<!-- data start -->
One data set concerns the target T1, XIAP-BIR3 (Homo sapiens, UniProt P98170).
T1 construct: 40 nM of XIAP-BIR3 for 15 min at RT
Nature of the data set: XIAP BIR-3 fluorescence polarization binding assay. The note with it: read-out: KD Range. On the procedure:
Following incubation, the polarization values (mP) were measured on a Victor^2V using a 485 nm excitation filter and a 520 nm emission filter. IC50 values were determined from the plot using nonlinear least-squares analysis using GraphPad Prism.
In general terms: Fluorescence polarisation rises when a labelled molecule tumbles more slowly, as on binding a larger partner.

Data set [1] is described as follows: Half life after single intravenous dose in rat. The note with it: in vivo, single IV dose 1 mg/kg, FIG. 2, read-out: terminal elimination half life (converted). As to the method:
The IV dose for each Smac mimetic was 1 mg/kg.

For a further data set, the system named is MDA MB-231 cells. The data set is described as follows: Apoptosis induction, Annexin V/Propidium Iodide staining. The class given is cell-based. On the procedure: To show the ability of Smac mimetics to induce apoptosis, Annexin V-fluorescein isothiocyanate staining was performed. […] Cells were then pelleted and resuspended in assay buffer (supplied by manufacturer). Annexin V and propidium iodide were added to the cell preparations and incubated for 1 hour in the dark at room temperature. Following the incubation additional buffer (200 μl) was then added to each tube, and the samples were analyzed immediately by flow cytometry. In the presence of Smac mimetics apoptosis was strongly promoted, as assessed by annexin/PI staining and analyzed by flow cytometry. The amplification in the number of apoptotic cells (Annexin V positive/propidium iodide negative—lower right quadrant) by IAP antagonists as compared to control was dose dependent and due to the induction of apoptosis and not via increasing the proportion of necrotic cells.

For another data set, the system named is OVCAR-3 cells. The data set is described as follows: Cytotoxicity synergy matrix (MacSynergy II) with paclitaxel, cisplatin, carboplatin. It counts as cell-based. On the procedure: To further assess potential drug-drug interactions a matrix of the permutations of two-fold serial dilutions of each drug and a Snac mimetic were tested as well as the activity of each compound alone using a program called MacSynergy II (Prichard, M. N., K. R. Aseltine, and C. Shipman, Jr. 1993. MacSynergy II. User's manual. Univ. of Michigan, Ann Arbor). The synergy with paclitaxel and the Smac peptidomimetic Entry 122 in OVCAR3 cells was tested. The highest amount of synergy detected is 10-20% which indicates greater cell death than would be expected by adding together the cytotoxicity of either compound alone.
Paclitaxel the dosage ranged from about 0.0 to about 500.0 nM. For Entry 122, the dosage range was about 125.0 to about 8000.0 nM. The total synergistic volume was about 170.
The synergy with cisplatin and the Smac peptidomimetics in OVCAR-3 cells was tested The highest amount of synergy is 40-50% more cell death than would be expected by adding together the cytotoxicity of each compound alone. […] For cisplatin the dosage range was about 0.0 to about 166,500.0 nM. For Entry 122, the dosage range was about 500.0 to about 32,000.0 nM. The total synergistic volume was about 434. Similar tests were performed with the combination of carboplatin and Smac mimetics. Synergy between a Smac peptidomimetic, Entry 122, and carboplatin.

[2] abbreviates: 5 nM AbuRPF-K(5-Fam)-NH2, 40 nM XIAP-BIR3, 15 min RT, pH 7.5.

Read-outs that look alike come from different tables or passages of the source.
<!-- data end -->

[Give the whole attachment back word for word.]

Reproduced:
One data set concerns the target T1, XIAP-BIR3 (Homo sapiens, UniProt P98170).
T1 construct: 40 nM of XIAP-BIR3 for 15 min at RT
Nature of the data set: XIAP BIR-3 fluorescence polarization binding assay. The note with it: read-out: KD Range. On the procedure:
Following incubation, the polarization values (mP) were measured on a Victor^2V using a 485 nm excitation filter and a 520 nm emission filter. IC50 values were determined from the plot using nonlinear least-squares analysis using GraphPad Prism.
In general terms: Fluorescence polarisation rises when a labelled molecule tumbles more slowly, as on binding a larger partner.

Data set [1] is described as follows: Half life after single intravenous dose in rat. The note with it: in vivo, single IV dose 1 mg/kg, FIG. 2, read-out: terminal elimination half life (converted). As to the method:
The IV dose for each Smac mimetic was 1 mg/kg.

For a further data set, the system named is MDA MB-231 cells. The data set is described as follows: Apoptosis induction, Annexin V/Propidium Iodide staining. The class given is cell-based. On the procedure: To show the ability of Smac mimetics to induce apoptosis, Annexin V-fluorescein isothiocyanate staining was performed. […] Cells were then pelleted and resuspended in assay buffer (supplied by manufacturer). Annexin V and propidium iodide were added to the cell preparations and incubated for 1 hour in the dark at room temperature. Following the incubation additional buffer (200 μl) was then added to each tube, and the samples were analyzed immediately by flow cytometry. In the presence of Smac mimetics apoptosis was strongly promoted, as assessed by annexin/PI staining and analyzed by flow cytometry. The amplification in the number of apoptotic cells (Annexin V positive/propidium iodide negative—lower right quadrant) by IAP antagonists as compared to control was dose dependent and due to the induction of apoptosis and not via increasing the proportion of necrotic cells.

For another data set, the system named is OVCAR-3 cells. The data set is described as follows: Cytotoxicity synergy matrix (MacSynergy II) with paclitaxel, cisplatin, carboplatin. It counts as cell-based. On the procedure: To further assess potential drug-drug interactions a matrix of the permutations of two-fold serial dilutions of each drug and a Snac mimetic were tested as well as the activity of each compound alone using a program called MacSynergy II (Prichard, M. N., K. R. Aseltine, and C. Shipman, Jr. 1993. MacSynergy II. User's manual. Univ. of Michigan, Ann Arbor). The synergy with paclitaxel and the Smac peptidomimetic Entry 122 in OVCAR3 cells was tested. The highest amount of synergy detected is 10-20% which indicates greater cell death than would be expected by adding together the cytotoxicity of either compound alone.
Paclitaxel the dosage ranged from about 0.0 to about 500.0 nM. For Entry 122, the dosage range was about 125.0 to about 8000.0 nM. The total synergistic volume was about 170.
The synergy with cisplatin and the Smac peptidomimetics in OVCAR-3 cells was tested The highest amount of synergy is 40-50% more cell death than would be expected by adding together the cytotoxicity of each compound alone. […] For cisplatin the dosage range was about 0.0 to about 166,500.0 nM. For Entry 122, the dosage range was about 500.0 to about 32,000.0 nM. The total synergistic volume was about 434. Similar tests were performed with the combination of carboplatin and Smac mimetics. Synergy between a Smac peptidomimetic, Entry 122, and carboplatin.

[2] abbreviates: 5 nM AbuRPF-K(5-Fam)-NH2, 40 nM XIAP-BIR3, 15 min RT, pH 7.5.

Read-outs that look alike come from different tables or passages of the source.